Supreme Court Justice: William Rehnquist
William Rehnquist was an American jurist, political figure, and lawyer who served as a Justice on the United States Supreme Court as well as the 16th Chief Justice. Justice William Rehnquist’s views often promoted federalism and conservatism that strongly preserved the Reservation of Powers to the States under the Tenth Amendment. He served as Chief Justice for almost 19 years.
William Rehnquist was born on October 1, 1924 in Milwaukee, Wisconsin. He graduated in 1942 from Shorewood High School in 1942 and went on to attend Kenyon College for one quarter, but then entered the United States Army Air Forces. Rehnquist served in World War II. After the end of the war, William Rehnquist attended Stanford University under the provisions of the G.I. Bill. and received both a B.A and a M.A. degree in political science in 1948. Two years later, Rehnquist attended Harvard University, where he earned a M.A. government. After, he attended Stanford Law School where he graduated and received his Law Degree.
Gonzales v. Raich (2005): A decision made by the U.S. Supreme Court which ruled that the United States Congress could criminalize the use and production of home-grown cannabis even in states which had laws that approved its use for medicinal purposes. Congress could do this with the power given to them from the Commerce Clause of the U.S. Constitution. Chief Justice William Rehnquist joined Justice O’Connor’s dissent, which explained that federalism promoted innovation in the country by allowing one state the freedom to try different social or economic experiments that would not risk the rest of the country. The dissent also explained that the federal ban was overreaching and despite personal opinions, the medical marijuana ballot initiated was voted in and the Compassionate Use Act had been passed in California, so the state should have the right to continue their social and economic experiment.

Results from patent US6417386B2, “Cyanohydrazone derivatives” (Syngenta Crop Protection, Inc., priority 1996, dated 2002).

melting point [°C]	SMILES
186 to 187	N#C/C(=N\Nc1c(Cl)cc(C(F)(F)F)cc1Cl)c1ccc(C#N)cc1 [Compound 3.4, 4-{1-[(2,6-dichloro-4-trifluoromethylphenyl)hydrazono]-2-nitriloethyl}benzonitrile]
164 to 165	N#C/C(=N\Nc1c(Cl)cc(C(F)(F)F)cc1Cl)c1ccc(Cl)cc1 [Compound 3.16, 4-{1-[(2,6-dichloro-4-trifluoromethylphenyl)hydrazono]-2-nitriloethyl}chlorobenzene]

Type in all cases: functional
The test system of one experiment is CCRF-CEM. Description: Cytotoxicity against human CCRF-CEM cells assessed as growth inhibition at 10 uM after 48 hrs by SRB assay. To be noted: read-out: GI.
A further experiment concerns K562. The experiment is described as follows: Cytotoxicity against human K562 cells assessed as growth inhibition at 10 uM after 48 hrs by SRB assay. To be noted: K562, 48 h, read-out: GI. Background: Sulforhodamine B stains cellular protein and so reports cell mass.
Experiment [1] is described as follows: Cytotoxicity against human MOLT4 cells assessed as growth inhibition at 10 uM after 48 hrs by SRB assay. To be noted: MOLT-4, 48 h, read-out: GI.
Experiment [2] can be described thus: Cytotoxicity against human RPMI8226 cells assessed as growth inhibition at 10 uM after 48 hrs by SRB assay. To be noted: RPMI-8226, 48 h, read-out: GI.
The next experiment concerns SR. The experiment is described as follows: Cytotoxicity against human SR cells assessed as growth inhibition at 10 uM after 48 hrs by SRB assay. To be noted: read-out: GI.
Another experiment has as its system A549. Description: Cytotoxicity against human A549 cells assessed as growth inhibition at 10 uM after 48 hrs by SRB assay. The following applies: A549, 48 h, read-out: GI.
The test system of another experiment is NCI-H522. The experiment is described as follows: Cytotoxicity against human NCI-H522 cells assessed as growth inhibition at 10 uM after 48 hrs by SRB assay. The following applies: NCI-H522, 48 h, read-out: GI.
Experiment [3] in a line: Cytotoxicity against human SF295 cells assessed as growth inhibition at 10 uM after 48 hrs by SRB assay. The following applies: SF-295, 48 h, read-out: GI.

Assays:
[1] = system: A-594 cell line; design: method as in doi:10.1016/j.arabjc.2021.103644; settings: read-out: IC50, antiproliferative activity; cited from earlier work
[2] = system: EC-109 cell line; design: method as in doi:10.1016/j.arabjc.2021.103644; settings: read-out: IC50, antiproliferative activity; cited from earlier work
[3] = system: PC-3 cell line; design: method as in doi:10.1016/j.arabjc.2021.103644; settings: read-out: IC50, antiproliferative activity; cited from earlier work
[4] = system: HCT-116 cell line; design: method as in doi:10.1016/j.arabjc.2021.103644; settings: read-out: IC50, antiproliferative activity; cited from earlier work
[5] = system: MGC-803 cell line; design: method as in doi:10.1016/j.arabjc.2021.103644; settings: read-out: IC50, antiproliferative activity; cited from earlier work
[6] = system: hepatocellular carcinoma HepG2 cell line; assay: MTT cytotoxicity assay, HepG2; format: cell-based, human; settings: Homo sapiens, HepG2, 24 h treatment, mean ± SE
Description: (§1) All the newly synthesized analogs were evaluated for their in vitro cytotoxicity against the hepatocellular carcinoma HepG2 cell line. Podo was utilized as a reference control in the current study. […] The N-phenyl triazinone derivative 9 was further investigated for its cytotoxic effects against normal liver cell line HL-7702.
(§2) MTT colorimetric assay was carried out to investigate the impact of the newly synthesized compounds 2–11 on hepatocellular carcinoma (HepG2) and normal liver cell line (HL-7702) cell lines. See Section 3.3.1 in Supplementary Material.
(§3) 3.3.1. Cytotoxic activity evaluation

Lawrence v. Texas (2003): A landmark Supreme Court case that struck down a sodomy law in Texas by a 6-3 ruling. In the previous case Bowers v. Hardwick (1986), the court had upheld a Georgia statute and claimed that there was no protection of sexual privacy in the constitution. The new ruling held that the previous case looked at liberty interest too narrowly. Justice Scalia wrote a dissent, which was Chief Justice William Rehnquist. The dissent objected to the Supreme Court’s decision to look at Bowers v. Hardwick and discussed that there were many subsequent decisions based on Bowers that came out of lower courts which could now be open to doubts. The dissent also noted that the rationale used to overturn the previous could just as easily be applied to overturn other court decisions such as Roe v. Wade, which had been recently used to hold up Planned Parenthood v. Casey.
Planned Parenthood v. Casey (1992): A Supreme Court Case that looked at the constitutionality of numerous Pennsylvania state regulations that involved abortion. The plurality opinion of the court upheld the constitutional right to have an abortion. However, the court also examined many restrictions of the right and upheld certain portions while invalidating others. Chief Justice William Rehnquist was a part of the plurality opinion which stated that their opinion was upholding the essential precedent of Roe V. Wade, meaning that the right to abortion was a fundamental part of the Fourteenth Amendment’s Due Process Clause. However, Chief Justice William Rehnquist along with Justice Scalia dissented from the plurality’s decision by upholding Roe v. Wade while striking down the spousal notification law.